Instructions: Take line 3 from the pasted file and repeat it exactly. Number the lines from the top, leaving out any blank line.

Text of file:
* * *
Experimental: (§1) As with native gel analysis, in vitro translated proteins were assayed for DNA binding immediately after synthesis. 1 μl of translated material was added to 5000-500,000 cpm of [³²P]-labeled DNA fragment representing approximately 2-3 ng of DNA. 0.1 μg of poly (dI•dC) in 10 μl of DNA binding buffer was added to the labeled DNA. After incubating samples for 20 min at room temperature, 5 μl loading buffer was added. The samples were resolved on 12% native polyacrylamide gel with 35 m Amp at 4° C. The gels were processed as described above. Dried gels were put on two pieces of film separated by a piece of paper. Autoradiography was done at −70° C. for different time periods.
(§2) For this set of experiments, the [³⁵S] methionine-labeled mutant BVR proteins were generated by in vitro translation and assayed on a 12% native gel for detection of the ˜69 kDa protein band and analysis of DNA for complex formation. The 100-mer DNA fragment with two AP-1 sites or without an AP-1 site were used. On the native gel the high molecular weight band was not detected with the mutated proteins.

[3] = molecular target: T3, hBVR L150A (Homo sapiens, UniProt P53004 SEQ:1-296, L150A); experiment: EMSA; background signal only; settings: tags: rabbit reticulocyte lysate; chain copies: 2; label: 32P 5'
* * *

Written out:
[3] = molecular target: T3, hBVR L150A (Homo sapiens, UniProt P53004 SEQ:1-296, L150A); experiment: EMSA; background signal only; settings: tags: rabbit reticulocyte lysate; chain copies: 2; label: 32P 5'